How to be a memorable leader
Know Your Vision, Communicate It, and Live It
A Harvard Business School professor once said, “The only thing a CEO needs to do is communicate their vision, communicate their vision, and then communicate their vision.” Why is communicating the vision so important? Because if you don’t know where you’re going and tell others where you’re going, then you and everyone around you are going to lose the way. With all the things employees have going on in their lives, they’re distracted during some of the week, so it’s easy for them to get off track. Memorable leaders keep communicating the vision so everyone is always on the same page.
Living your vision and your company’s core values means everyone—those you report to and those who report to you—knows the vision as well. If you don’t understand your company’s vision or core values, have a conversation with your boss about them. Without vision and values, both companies and people lose their way—people are floundering, no one knows what they should be doing, and people hide their potential talent. Not a good situation for sure! For example, in a manufacturing company, getting the product out on time isn’t a core value and has nothing to do with the company’s vision. In order to have a healthy and synergistic team, people need to connect to something bigger than a goal of moving product. Vision and values make the difference.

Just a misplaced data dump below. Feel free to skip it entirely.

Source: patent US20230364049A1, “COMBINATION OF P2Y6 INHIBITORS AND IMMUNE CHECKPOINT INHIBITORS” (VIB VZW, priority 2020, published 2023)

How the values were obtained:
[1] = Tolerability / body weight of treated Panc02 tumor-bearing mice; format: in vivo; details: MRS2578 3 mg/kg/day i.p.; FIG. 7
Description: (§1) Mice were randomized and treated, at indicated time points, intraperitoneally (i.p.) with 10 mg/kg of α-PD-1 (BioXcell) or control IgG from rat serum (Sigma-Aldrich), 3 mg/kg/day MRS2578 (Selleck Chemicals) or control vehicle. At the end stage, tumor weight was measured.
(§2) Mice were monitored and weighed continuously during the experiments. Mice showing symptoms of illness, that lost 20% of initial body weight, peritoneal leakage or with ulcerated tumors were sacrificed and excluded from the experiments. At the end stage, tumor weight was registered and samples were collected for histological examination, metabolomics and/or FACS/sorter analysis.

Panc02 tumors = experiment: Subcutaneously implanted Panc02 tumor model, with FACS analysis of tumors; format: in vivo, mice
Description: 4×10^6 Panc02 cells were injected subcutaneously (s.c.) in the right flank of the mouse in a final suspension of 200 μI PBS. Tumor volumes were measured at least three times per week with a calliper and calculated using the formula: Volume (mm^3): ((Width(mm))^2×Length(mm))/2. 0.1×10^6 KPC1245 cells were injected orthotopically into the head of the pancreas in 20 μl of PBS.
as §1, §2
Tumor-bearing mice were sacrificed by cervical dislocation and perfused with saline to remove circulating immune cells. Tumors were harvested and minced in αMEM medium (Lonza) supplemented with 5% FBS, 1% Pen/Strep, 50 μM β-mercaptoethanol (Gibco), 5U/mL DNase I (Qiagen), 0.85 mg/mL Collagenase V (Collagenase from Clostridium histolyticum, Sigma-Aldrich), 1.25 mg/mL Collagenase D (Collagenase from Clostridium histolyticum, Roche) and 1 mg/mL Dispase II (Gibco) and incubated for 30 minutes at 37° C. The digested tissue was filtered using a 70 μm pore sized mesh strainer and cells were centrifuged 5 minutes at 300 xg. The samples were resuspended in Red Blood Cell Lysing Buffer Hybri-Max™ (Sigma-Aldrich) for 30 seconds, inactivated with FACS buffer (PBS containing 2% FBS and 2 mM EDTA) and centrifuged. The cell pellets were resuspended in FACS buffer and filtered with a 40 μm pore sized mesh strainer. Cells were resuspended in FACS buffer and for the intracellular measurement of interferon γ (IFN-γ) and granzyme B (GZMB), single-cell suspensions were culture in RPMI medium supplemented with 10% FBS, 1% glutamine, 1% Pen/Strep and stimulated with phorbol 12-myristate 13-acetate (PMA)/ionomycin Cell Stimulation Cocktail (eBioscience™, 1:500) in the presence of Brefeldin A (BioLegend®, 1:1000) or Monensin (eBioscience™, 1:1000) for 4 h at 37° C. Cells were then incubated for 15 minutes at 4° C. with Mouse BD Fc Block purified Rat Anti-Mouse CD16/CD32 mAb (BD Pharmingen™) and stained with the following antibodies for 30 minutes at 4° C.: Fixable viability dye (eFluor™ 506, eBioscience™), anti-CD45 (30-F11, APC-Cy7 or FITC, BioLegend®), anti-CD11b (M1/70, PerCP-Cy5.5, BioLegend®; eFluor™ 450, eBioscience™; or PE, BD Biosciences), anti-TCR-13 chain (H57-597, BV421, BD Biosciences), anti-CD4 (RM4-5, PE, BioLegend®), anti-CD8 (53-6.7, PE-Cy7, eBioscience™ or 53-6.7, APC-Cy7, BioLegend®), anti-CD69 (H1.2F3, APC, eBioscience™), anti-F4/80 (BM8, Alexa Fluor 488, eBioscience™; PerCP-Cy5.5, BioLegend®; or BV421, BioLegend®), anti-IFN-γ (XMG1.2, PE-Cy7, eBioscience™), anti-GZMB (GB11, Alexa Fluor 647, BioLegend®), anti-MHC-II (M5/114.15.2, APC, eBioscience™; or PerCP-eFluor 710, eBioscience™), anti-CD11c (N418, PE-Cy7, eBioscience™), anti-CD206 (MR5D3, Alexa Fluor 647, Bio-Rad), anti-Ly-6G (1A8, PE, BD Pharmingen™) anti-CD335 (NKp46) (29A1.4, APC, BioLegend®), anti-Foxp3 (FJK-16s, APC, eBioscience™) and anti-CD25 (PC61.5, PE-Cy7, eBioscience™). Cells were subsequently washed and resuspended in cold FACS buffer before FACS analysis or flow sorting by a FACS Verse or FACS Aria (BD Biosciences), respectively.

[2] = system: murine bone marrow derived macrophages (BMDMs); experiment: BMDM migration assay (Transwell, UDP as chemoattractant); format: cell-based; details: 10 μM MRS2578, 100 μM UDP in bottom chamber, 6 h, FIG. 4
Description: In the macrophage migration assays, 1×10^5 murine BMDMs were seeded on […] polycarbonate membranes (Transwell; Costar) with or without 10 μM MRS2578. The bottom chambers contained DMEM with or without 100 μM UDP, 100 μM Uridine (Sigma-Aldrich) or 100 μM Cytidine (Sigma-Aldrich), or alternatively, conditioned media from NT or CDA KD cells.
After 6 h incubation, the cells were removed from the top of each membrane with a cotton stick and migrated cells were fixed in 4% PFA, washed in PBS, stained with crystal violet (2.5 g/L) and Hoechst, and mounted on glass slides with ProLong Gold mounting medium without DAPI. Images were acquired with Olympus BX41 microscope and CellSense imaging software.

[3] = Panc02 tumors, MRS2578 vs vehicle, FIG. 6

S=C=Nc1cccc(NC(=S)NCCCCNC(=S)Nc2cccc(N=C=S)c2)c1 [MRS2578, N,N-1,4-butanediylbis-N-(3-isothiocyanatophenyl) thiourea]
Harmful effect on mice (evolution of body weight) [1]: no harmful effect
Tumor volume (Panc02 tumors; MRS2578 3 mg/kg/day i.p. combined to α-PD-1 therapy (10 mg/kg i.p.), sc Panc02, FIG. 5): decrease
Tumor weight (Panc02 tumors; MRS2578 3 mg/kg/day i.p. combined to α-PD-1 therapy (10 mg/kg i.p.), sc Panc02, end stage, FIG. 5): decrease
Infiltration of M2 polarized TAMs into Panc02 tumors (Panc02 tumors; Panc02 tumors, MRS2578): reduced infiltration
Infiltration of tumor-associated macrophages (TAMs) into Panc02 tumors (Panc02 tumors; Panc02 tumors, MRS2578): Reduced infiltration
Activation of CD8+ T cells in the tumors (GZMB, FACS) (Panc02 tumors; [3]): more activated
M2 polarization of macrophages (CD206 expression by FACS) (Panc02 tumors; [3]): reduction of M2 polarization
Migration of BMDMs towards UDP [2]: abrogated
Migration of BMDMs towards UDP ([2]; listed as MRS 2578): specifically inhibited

Also realize that communicating a vision does not mean the leader needs to be talkative. Many memorable leaders are quiet and reserved, such as presidents Truman and Eisenhower. People follow memorable leaders because they exemplify their vision, not just tout it.
Being open to learning new things and admitting your limitations and your struggles give you power; it’s not a weakness. Realize that people don’t want to think they’re following a robot. They want to know that whoever they’re following is real.
Memorable leaders teach other leaders and are interested in the development of people beneath them. That’s why you need to be in touch with your direct reports and learn their dreams, goals, and career aspirations. As the old quote says, “People don’t care how much you know until they know how much you care.” So the “teachable” part goes in two directions: you have to be willing to learn for yourself and you have to be willing to teach others.